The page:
• Dawn Ali

Honor Your Father and Mother

Honor your father and mother


Honor your father and your mother so that you may live long in the land the LORD your God is giving you. Exodus 20:12



We see it… We hear it. What does it mean?


The word honor means esteem, value, or great respect.


I always wondered why it was a commandment. Is it not enough to say that we love them and carry on with our lives?


What about when your parents have not treated you well or were not there for you? Are we still required to honor them?


For the majority of my life, I did not honor my father and mother. I thought it was okay as I grew up in a broken home, and I did not have both my parents around. How can I honor both parents when they are not in my life? Better yet, how can I honor a parent that has a past of being abusive and neglectful?


This is something that God has worked out in my life and wants me to share what his grace has healed.


Honoring My Father


The relationship with my father was broken at a young age. He was addicted to drugs and alcohol which caused him to be physically, sexually, and emotionally abusive towards our family.


As a young adult, I knew what forgiveness was, and though I forgave him in my mind and heart for everything that happened, I did not realize that was just the first step.

This year, the LORD spoke to me and told me that I needed to go see my father. It had been over 20 years since I saw my father, and I didn’t see why God was telling me this. He then gave me a thought of being on my deathbed with none of my children present. Compassion and empathy then entered my heart. I didn't even know where he was nor when that door would open. However, I said okay, and if that is what you are calling me to do, then I will be obedient.

When I went to Ohio this past July, I was told I was going to see my father. I was open to doing so although I still had my doubts in my mind. After arriving to my sister's house and realizing my father was an hour away, I was relieved. I thought to myself … he is not close, so surely I won't be expected to make a 2 hour commute to go see him after driving so long to get to Ohio and only having 3 days to visit. Then, God told me very clearly, “Yes, you will go.”


On Saturday morning, my daughter and I drove to Massollin to the nursing home to see my father. He had been there a year and a half after suffering a stroke and being paralyzed on the right side of his body.


When we went in, I was so nervous, and I kept asking God, “Are you sure this is what you want me to do? It’s not too late for me to turn around.” When we went into the room, he was asleep. I had a moment of relief. I said, “Thank God!” At least I tried, now that means I can leave. I turned around, and my daughter and I went to the restroom. I asked her if she was ready to leave. She was looking at me like I was crazy, and said, “Really? You drove all this way to just turn around?” As an excuse, I said, “Well, I don’t want to disturb him.” Then, I realized I needed to have the courage to go in and do what I was told to do.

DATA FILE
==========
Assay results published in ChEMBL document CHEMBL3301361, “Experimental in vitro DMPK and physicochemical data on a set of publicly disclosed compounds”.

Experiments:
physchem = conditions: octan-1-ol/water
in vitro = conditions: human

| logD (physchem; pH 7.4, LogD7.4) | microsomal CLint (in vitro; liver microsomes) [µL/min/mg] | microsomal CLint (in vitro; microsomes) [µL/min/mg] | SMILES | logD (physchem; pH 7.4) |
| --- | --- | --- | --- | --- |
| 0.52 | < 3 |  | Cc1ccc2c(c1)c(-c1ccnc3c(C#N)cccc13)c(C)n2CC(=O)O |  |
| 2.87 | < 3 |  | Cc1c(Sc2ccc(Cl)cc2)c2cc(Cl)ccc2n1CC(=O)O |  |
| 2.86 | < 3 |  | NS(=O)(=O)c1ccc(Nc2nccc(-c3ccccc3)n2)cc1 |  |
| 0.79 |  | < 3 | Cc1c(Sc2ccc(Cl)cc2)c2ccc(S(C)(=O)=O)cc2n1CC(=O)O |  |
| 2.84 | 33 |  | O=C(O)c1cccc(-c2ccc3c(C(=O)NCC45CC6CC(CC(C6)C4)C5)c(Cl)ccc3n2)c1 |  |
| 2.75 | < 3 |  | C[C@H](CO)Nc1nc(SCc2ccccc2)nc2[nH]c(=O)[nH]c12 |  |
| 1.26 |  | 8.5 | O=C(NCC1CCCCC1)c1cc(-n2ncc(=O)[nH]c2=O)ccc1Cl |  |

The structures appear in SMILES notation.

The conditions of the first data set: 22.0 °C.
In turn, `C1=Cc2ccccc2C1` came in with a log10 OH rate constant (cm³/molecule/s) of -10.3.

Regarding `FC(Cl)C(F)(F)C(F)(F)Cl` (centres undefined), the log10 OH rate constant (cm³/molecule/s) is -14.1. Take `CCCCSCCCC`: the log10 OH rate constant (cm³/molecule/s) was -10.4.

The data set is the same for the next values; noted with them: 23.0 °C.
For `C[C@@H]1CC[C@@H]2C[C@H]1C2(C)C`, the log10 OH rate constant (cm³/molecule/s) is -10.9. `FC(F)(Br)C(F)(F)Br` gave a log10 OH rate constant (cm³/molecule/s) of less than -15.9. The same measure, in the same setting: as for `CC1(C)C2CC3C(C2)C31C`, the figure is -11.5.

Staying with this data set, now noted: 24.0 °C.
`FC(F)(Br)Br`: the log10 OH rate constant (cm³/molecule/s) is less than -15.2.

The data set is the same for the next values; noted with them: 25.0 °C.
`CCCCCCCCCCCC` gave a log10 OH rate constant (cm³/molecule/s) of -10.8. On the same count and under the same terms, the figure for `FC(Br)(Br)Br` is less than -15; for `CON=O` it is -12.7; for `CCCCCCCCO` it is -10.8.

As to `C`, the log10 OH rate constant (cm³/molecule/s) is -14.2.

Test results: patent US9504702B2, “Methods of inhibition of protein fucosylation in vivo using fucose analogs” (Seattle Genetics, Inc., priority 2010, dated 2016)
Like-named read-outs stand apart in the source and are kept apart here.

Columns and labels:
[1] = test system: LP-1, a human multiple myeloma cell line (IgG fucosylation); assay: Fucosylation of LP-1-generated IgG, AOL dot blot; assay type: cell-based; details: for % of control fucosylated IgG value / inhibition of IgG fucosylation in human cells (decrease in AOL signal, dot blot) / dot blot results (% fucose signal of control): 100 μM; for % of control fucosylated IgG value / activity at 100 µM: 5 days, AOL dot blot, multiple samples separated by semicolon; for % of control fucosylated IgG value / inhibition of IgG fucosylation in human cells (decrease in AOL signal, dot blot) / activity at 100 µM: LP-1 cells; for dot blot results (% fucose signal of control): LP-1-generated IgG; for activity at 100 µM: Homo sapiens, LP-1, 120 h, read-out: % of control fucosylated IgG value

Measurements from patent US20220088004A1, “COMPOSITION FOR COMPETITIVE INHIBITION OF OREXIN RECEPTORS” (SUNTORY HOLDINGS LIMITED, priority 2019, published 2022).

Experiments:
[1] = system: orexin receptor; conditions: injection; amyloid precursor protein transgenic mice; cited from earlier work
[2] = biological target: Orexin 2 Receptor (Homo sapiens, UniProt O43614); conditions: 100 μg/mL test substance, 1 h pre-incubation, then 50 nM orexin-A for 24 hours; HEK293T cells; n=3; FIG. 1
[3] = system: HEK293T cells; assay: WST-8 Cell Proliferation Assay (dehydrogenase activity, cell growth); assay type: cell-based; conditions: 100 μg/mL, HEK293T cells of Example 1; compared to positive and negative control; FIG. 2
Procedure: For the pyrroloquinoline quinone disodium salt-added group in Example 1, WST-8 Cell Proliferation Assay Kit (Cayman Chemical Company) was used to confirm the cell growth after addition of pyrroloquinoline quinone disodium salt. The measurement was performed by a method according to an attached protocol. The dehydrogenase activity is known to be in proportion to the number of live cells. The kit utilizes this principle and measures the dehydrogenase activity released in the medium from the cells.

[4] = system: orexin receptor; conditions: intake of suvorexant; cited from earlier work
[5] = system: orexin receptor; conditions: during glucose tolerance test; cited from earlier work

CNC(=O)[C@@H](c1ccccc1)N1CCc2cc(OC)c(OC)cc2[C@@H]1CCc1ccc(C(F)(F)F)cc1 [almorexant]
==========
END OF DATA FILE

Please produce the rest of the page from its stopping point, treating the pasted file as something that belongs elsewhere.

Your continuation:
I knew that I did not have the strength, and I needed help. I went into prayer, and I started to say I AM Affirmations. I AM Brave...I AM Courage...I AM Strength!


I felt God with me as we went back towards the room. As we walked in, my father was awake watching TV. I walked in and said hello although he did not know who I was. After talking for a minute or so, my Aunt Beryl called, and she spoke to us and him. My father kept calling me Aunt Beryl as he had been doing...this was due to the stroke. Even though he wanted to say other things, he repeatedly referred to me as Aunt Beryl. I kept trying to explain that I was his daughter Dawn, and that was his granddaughter Karina, but it was not registering for him.


I was then reminded that about 9 years ago he sent to my email a picture he took of me when I was a little girl and 2 siblings. I began to look for the picture in hopes it would spark a memory for him. I got excited, yet scared, when I found it. I showed it to him, and pointed to myself and said, “This is me, Dawn.”




He looked, and he started sobbing.. He said, “Dawn.”

I said, “Yes, that’s me.” I felt so much pain being released in that moment. My heart began to open up and embrace him in his suffering.

He cried out, “I am so sorry for all I had done. I am so sorry I could not behave.”


“I said to him, “I know, and I forgive you.”

“He said, “Please tell everyone that I am so sorry.”

After we got through who I was and forgiveness was shared, I wanted to change the subject. I told him about the calling God placed in my heart and the book I wrote. He was just so excited and happy for me. It was like he was a child again. He kept calling his wife as he wanted her so desperately to see that his daughter had come to see him. Every 10 minutes, he tried calling. We spent about an hour and a half there. As we got ready to leave, his wife pulled up, and we were able to meet. It was an experience I will never forget.